A 16-year-old Hastings student who has not been at school since he was suspended for refusing to cut his hair last month will be back in the classroom by tomorrow.
The case had centred around whether Lucan Battison is a crusader for human rights or is being plain disobedient.
The Year 12 student was suspended from St John's College on May 22 after telling principal Paul Melloy he would not trim his long, curly locks.
Lucan's father Troy Battison sought a judicial review of the suspension, which was heard in the High Court at Wellington yesterday.
Justice David Collins asked the school's lawyer Richard Harrison whether Mr Melloy could find a way for Lucan to return to school today with no repercussions, until the judge was able to make a decision on the review.
Mr Harrison said that would be fine, but asked whether Lucan could return tomorrow to give Mr Melloy time to speak with college staff about the situation.
Lucan, with his hair tied back, and his father were both at yesterday's hearing.
Mr Melloy said it would be a "disaster" if Justice Collins struck down the school's rules, which the school's community had put in place, as that would result in major repercussions across the country with other students not wanting to follow school rules such as wearing a uniform.
When Mr Melloy initially asked Lucan to cut his hair, he refused, and asked the principal to speak with his father.
"Straight away you've got a refusal of the principal's request," Mr Harrison said.
"We've got continual disobedience."
His defiance of the rules was "harmful and dangerous" because it could influence other pupils who could think Lucan's actions were cool, Mr Harrison said.
Lucan's lawyer Jol Bates told the court Lucan followed in the footsteps of human rights defenders including Martin Luther King Jr and Kate Sheppard, who challenged authority on a justified basis.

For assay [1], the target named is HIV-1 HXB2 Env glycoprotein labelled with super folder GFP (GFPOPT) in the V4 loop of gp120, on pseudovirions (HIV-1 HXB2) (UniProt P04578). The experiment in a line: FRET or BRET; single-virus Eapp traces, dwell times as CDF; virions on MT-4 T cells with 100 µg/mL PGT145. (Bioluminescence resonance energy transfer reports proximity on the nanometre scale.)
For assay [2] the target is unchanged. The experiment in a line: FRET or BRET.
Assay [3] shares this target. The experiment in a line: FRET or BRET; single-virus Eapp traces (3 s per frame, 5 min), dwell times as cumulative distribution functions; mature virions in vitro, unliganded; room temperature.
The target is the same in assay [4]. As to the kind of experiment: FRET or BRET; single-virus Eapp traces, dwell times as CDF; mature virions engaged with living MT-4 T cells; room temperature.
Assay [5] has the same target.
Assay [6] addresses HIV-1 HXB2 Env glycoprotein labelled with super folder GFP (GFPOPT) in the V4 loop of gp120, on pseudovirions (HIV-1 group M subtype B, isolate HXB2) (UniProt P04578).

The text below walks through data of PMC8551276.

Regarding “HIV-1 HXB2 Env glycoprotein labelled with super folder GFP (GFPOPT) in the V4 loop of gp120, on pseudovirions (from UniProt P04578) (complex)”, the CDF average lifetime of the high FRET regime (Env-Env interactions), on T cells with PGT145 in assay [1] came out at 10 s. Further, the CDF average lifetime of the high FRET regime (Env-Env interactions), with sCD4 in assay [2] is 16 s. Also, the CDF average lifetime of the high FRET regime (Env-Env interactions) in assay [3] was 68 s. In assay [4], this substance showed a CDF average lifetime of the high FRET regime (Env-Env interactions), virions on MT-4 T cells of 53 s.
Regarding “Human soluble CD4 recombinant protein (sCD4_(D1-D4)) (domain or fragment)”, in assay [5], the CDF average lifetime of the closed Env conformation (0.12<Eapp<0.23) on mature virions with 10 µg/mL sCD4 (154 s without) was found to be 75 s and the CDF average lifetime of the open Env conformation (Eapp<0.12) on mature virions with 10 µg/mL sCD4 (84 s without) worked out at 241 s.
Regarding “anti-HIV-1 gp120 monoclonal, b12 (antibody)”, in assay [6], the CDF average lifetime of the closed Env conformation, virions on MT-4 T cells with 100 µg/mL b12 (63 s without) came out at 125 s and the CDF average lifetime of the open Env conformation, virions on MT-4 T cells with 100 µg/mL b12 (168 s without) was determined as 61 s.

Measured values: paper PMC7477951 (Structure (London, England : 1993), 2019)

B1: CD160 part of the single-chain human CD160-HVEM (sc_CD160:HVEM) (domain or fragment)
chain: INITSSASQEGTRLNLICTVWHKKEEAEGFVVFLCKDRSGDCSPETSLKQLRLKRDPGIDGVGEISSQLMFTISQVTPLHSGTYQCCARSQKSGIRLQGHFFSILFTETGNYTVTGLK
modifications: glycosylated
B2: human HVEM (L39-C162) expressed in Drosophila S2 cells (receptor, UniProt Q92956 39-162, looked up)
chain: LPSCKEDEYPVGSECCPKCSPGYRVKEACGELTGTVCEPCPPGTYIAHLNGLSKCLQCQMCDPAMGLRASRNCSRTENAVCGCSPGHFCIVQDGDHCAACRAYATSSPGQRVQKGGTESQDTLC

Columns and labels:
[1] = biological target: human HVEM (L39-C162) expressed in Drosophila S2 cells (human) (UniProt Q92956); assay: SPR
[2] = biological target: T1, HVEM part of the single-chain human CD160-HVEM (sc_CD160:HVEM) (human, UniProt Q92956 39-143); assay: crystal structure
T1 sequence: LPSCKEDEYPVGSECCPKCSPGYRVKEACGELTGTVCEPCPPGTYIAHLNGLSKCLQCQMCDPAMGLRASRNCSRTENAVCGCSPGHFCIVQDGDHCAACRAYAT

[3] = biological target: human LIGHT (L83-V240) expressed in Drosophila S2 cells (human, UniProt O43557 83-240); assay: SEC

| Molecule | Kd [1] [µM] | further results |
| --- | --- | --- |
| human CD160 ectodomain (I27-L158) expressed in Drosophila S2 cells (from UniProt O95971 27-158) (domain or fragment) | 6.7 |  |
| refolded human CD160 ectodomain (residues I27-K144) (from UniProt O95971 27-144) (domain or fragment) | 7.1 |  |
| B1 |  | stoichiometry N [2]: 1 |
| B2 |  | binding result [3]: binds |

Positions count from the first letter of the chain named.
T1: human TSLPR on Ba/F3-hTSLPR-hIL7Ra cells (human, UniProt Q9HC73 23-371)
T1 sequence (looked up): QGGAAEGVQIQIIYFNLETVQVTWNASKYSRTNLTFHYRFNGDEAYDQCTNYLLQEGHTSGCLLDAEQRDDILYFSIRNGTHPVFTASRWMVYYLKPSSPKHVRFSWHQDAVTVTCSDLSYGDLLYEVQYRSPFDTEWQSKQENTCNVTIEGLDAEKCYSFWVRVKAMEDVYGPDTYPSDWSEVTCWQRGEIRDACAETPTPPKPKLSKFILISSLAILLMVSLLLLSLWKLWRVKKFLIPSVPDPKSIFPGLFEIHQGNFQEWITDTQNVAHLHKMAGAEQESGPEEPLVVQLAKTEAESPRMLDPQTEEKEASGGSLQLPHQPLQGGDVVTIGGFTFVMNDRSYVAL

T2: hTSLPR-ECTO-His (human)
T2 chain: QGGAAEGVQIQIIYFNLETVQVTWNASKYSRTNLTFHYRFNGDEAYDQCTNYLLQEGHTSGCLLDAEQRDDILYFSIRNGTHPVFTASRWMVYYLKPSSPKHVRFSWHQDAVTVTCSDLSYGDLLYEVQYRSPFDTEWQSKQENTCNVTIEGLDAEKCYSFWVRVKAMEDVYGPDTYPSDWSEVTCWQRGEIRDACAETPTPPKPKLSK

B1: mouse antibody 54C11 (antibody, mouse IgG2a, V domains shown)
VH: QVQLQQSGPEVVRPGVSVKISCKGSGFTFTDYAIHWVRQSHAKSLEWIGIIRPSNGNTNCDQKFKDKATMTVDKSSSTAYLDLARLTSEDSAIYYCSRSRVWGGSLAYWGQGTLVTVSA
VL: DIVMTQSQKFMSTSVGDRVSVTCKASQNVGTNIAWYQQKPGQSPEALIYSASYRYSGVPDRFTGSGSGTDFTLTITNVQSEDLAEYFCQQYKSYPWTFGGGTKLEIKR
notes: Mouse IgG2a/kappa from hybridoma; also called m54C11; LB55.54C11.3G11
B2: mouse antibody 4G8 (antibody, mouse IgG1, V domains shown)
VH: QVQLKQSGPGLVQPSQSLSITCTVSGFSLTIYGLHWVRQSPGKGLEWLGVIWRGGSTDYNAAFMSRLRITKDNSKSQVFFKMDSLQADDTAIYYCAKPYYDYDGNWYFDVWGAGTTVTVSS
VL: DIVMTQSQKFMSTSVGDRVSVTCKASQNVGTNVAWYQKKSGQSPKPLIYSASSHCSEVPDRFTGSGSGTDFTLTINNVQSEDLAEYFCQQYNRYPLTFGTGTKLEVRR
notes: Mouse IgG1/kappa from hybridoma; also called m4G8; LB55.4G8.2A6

The school's rule around hair length was that it needed to be off the collar and out of the student's eyes.
Lucan would wear his hair tied up, off the collar and out of his eyes, so was therefore abiding by the policy and should not have been suspended, Mr Bates said.
"We're not splitting hairs."
Lucan had been at the Catholic school for three years with the same hairstyle, Mr Bates said.
He had curly hair, which if cut, would become "boofy and turned into an afro", he said.
"He's simply not comfortable [with that]."
His hair was not a health and safety issue, nor was it a distraction to other students, Mr Bates said.
He said Lucan was following the example of other human rights crusaders.
"Certain people in history have stood up to laws that they don't think are just and that was the context of that comparison," he said.
Outside court Lucan said he was "pretty happy" about going back to school this week.
"I'm looking forward to going back ... it's been pretty stressful."
He had a lot of friends supporting him, he said.
It was "overwhelming" that the process had made it to the High Court.
At no stage had he considered cutting his hair, but there had been a lot of strain around the issue. "I had a lot of fights with dad."
If the judge ruled against him, Lucan said he did not know whether he would decide to cut his hair or move to a different school.
"I'll decide that then."
He was no rebel or human rights crusader, he said.
Lucan's father said they got a fair hearing and even if they lost the fight, it was worth it.
"It was about Lucan being able to express himself."
He would leave it up to Lucan to decide what to do if the ruling did not go their way, he said.
This year, Lucan received a bravery award for for helping to save two women from drowning off a Napier beach in January last year. He was also in the school's 1st XV rugby team.
Neither of those factors were taken into account when Lucan was suspended, Mr Bates said.
Justice Collins reserved his decision.
Troy Battison appeared on TV One's Seven Sharp last night and said he was interested only in Lucan returning to school and to "everyday life, to carry on with his education and become a fine young man".
Mr Bates also appeared on the show and said the family was concerned whether Lucan received a "fair go" with the principal.
He said suspension was "pretty brutal", considering schools had other disciplinary options for "recalcitrant" pupils.
Mr Melloy said he did not want to comment on the case.